Posted on Wednesday, 04 May, 2005 - 23:35:   Edit PostDelete PostView Post/Check IP

Dear Bill,

thanks for your reply - I sincerely appreciate the time and effort you've given me. I wish I knew blokes like you in Sydney! As the accumulators are less than four years old, I'll try re-charging them first and see how they go before replacing them.

thanks again Bill, regards, Glenn.
Top of pagePrevious messageNext messageBottom of page Link to this message

Bill Coburn
Grand Master
Username: bill_coburn

Post Number: 402
Registered: 4-2003
Posted on Thursday, 05 May, 2005 - 11:24:   Edit PostDelete PostView Post/Check IP

For Glen and the System. I thought it would be interesting to those those who might be tempted to set up a charging arrangement for the accumulators to know what is involved. To re-cap, the 'I's you can get at - just, in situ not so with the 'II's. The latter you will see are angled into the engine and even with an angle adapter are very inaccessble.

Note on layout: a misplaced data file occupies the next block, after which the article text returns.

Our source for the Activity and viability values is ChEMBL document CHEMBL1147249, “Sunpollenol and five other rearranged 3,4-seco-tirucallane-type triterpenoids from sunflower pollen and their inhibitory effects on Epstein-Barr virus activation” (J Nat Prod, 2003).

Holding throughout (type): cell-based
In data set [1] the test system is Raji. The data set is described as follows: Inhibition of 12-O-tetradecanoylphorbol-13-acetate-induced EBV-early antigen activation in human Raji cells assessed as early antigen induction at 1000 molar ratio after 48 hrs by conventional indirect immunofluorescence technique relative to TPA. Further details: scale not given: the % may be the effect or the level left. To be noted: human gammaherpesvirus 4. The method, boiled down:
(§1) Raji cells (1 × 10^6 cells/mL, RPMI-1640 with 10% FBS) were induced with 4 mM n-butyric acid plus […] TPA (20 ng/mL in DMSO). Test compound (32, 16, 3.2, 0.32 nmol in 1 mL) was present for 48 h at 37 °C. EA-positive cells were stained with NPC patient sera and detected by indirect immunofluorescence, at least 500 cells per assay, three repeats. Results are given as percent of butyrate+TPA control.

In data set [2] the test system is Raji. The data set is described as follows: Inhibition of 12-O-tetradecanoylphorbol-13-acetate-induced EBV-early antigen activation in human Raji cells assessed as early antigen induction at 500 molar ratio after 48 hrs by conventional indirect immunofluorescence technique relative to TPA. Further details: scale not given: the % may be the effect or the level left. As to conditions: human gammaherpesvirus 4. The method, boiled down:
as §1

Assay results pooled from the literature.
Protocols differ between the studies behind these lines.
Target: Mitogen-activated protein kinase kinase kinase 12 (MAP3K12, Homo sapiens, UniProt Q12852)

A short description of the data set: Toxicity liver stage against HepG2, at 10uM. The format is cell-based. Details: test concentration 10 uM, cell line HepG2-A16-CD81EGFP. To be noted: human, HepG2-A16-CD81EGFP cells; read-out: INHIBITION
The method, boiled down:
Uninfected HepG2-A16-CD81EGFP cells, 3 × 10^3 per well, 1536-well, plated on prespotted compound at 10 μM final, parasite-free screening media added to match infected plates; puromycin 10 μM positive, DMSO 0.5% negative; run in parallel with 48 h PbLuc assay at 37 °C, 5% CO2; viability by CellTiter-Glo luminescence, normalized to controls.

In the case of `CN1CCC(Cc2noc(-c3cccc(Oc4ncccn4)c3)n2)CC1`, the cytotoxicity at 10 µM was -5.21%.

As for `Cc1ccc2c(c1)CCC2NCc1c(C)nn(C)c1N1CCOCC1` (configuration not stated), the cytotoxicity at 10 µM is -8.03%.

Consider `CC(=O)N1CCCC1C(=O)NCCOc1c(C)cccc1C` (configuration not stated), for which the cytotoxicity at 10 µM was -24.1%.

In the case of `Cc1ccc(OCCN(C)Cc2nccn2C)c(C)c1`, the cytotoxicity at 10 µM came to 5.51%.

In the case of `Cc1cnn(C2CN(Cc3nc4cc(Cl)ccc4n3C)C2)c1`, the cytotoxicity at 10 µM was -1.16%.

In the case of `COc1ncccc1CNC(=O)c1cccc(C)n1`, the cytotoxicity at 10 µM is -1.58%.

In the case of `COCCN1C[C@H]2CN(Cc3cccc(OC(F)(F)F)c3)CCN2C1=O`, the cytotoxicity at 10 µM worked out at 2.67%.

The pressurising is relatively simple, the outer cap and label are removed and usually there is a soft plastic ball jammed into the exposed charging hole. This has to be replaced with a new one after charging. The ball is prised out with a sharp bodkin or skewer, the adapter on the end of the charging valve is screwed on tightly and the nitrogen cylinder valve opened. Between the hose and the cylinder is the important bit - the regulator. Like any oxy/acetylene setup it has two gauges, one to give the pressure in the cylinder and the other to give the pressure between the regulator and the accumulator. Between them is the secondry valve that lets the nitrogen into the accumulator.

The latter valve is slowly opened and the secondry gauge will start to read. If you open the valve quickly the force of the nitrogen will blow the ballbearing, spring and circlip off the seat of the charging valve inside the accumulator and you will have to pull the whole thing to pieces and start again!